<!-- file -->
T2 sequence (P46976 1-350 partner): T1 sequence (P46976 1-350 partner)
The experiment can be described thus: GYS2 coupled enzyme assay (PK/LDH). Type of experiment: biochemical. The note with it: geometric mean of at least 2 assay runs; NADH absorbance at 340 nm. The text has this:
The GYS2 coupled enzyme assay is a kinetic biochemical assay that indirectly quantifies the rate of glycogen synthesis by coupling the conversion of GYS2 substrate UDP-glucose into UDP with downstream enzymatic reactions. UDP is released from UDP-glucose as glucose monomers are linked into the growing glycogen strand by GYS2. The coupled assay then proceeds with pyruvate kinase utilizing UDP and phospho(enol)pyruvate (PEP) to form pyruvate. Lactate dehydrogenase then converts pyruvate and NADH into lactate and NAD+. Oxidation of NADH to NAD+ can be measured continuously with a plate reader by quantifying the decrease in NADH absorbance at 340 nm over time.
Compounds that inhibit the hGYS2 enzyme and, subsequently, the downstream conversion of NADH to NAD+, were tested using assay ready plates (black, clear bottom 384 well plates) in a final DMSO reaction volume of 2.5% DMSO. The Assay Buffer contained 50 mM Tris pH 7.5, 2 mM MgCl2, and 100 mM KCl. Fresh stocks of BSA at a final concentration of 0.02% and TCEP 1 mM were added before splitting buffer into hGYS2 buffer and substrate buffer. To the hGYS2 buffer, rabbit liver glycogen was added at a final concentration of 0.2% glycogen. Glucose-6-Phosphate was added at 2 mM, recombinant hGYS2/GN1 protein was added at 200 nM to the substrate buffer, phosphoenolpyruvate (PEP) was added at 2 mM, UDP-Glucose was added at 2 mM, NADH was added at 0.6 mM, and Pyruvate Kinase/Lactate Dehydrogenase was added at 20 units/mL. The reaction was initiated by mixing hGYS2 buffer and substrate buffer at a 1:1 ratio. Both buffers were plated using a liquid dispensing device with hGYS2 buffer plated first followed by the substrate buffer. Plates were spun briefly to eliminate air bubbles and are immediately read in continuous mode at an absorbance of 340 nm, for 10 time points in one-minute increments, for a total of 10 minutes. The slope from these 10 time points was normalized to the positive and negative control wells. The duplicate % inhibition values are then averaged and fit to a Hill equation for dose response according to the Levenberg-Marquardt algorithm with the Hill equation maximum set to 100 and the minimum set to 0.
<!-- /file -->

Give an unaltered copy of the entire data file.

T2 sequence (P46976 1-350 partner): T1 sequence (P46976 1-350 partner)
The experiment can be described thus: GYS2 coupled enzyme assay (PK/LDH). Type of experiment: biochemical. The note with it: geometric mean of at least 2 assay runs; NADH absorbance at 340 nm. The text has this:
The GYS2 coupled enzyme assay is a kinetic biochemical assay that indirectly quantifies the rate of glycogen synthesis by coupling the conversion of GYS2 substrate UDP-glucose into UDP with downstream enzymatic reactions. UDP is released from UDP-glucose as glucose monomers are linked into the growing glycogen strand by GYS2. The coupled assay then proceeds with pyruvate kinase utilizing UDP and phospho(enol)pyruvate (PEP) to form pyruvate. Lactate dehydrogenase then converts pyruvate and NADH into lactate and NAD+. Oxidation of NADH to NAD+ can be measured continuously with a plate reader by quantifying the decrease in NADH absorbance at 340 nm over time.
Compounds that inhibit the hGYS2 enzyme and, subsequently, the downstream conversion of NADH to NAD+, were tested using assay ready plates (black, clear bottom 384 well plates) in a final DMSO reaction volume of 2.5% DMSO. The Assay Buffer contained 50 mM Tris pH 7.5, 2 mM MgCl2, and 100 mM KCl. Fresh stocks of BSA at a final concentration of 0.02% and TCEP 1 mM were added before splitting buffer into hGYS2 buffer and substrate buffer. To the hGYS2 buffer, rabbit liver glycogen was added at a final concentration of 0.2% glycogen. Glucose-6-Phosphate was added at 2 mM, recombinant hGYS2/GN1 protein was added at 200 nM to the substrate buffer, phosphoenolpyruvate (PEP) was added at 2 mM, UDP-Glucose was added at 2 mM, NADH was added at 0.6 mM, and Pyruvate Kinase/Lactate Dehydrogenase was added at 20 units/mL. The reaction was initiated by mixing hGYS2 buffer and substrate buffer at a 1:1 ratio. Both buffers were plated using a liquid dispensing device with hGYS2 buffer plated first followed by the substrate buffer. Plates were spun briefly to eliminate air bubbles and are immediately read in continuous mode at an absorbance of 340 nm, for 10 time points in one-minute increments, for a total of 10 minutes. The slope from these 10 time points was normalized to the positive and negative control wells. The duplicate % inhibition values are then averaged and fit to a Hill equation for dose response according to the Levenberg-Marquardt algorithm with the Hill equation maximum set to 100 and the minimum set to 0.